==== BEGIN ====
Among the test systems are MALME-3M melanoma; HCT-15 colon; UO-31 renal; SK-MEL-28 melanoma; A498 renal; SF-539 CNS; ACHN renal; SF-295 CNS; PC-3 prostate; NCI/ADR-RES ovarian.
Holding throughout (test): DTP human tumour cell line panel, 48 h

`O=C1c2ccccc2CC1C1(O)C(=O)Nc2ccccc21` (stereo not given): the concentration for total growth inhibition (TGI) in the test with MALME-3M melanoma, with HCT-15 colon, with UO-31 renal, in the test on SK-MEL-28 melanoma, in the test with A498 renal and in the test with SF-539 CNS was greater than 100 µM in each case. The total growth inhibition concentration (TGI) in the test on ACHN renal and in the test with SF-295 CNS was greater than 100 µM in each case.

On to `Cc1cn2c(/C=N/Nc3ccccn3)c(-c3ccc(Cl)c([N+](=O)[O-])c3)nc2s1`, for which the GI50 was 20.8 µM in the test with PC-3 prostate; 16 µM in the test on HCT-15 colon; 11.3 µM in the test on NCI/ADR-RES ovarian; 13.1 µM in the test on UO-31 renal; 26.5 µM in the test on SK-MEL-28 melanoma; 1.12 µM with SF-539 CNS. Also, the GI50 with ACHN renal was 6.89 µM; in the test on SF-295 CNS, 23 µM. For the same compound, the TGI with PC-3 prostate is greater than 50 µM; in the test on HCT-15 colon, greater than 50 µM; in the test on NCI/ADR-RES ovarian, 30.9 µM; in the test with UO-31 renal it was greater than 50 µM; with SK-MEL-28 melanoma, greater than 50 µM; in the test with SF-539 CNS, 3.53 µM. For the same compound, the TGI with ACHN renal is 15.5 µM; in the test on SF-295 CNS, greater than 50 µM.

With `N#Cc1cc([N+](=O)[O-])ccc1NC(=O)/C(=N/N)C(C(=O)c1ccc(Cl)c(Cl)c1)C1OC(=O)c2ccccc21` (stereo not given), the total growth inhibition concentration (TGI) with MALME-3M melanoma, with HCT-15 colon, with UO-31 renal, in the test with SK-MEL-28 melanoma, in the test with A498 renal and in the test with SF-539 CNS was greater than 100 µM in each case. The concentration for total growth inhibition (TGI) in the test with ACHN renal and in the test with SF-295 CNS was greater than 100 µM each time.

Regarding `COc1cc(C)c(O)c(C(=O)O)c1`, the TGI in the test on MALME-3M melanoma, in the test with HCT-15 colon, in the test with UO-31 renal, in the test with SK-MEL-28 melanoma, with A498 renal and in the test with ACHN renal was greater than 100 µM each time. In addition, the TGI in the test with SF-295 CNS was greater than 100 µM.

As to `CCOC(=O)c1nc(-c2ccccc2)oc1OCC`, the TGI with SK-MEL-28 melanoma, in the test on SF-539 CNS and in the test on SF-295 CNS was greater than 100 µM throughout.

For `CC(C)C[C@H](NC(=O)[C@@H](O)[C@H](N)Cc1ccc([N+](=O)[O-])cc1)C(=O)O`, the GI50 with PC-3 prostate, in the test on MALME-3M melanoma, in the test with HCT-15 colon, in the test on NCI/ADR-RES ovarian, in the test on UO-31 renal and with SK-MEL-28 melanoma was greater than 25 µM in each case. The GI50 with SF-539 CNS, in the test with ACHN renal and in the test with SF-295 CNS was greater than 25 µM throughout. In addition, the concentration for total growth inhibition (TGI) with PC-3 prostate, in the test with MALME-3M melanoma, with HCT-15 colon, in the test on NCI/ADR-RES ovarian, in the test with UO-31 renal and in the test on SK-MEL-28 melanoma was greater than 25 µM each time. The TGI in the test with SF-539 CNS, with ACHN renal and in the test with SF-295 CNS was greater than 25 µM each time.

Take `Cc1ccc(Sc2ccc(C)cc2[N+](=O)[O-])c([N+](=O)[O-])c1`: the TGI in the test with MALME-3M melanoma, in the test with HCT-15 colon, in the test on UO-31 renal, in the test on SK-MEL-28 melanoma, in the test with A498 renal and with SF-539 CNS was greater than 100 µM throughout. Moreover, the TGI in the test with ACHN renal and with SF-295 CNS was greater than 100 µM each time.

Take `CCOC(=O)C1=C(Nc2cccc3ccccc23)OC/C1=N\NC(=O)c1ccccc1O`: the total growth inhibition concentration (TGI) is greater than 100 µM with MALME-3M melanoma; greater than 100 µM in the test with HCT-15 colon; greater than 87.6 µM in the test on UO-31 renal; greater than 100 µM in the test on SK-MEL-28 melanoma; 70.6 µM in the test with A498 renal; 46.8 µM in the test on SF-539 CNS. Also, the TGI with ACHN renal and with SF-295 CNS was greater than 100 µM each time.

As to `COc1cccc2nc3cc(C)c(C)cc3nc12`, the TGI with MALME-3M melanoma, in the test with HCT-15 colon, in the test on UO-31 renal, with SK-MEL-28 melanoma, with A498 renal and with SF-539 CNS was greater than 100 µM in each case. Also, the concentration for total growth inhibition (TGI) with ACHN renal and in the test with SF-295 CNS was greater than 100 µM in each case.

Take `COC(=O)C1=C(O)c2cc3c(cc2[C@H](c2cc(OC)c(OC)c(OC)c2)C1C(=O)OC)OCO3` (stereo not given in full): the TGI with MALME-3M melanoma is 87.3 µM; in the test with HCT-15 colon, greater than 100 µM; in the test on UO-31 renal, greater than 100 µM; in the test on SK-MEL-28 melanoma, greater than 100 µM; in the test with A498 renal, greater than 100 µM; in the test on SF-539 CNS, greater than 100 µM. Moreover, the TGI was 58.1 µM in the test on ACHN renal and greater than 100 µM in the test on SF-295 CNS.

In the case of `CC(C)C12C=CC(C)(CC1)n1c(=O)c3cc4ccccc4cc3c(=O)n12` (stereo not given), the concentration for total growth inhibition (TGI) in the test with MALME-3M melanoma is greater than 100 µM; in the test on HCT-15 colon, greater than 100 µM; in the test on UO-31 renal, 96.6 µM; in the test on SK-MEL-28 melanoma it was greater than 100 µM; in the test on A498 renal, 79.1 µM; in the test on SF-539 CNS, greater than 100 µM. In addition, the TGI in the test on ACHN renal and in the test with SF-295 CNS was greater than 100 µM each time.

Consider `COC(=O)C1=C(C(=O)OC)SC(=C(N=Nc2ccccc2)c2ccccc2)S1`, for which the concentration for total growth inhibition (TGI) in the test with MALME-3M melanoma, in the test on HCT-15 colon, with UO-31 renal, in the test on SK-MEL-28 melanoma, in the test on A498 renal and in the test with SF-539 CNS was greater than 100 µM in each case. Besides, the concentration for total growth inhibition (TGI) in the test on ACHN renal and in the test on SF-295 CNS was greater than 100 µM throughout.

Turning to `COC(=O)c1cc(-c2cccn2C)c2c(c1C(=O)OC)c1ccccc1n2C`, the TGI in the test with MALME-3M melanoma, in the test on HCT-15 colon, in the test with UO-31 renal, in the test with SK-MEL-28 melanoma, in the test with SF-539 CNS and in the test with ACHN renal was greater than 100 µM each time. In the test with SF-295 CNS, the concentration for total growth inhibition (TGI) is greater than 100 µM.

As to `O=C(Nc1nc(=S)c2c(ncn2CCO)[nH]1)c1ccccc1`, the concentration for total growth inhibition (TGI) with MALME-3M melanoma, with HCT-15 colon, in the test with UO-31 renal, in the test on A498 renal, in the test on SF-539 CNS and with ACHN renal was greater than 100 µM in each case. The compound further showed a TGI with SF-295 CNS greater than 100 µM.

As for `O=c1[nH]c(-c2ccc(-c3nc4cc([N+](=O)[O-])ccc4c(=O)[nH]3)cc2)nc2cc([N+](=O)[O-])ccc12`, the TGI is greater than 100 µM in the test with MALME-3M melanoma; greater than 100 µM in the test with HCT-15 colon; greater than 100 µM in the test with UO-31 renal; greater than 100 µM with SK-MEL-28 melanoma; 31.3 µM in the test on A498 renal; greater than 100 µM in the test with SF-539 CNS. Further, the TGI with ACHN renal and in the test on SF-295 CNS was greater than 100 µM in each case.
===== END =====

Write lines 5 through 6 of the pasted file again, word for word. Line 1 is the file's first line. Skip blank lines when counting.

With `N#Cc1cc([N+](=O)[O-])ccc1NC(=O)/C(=N/N)C(C(=O)c1ccc(Cl)c(Cl)c1)C1OC(=O)c2ccccc21` (stereo not given), the total growth inhibition concentration (TGI) with MALME-3M melanoma, with HCT-15 colon, with UO-31 renal, in the test with SK-MEL-28 melanoma, in the test with A498 renal and in the test with SF-539 CNS was greater than 100 µM in each case. The concentration for total growth inhibition (TGI) in the test with ACHN renal and in the test with SF-295 CNS was greater than 100 µM each time.

Regarding `COc1cc(C)c(O)c(C(=O)O)c1`, the TGI in the test on MALME-3M melanoma, in the test with HCT-15 colon, in the test with UO-31 renal, in the test with SK-MEL-28 melanoma, with A498 renal and in the test with ACHN renal was greater than 100 µM each time. In addition, the TGI in the test with SF-295 CNS was greater than 100 µM.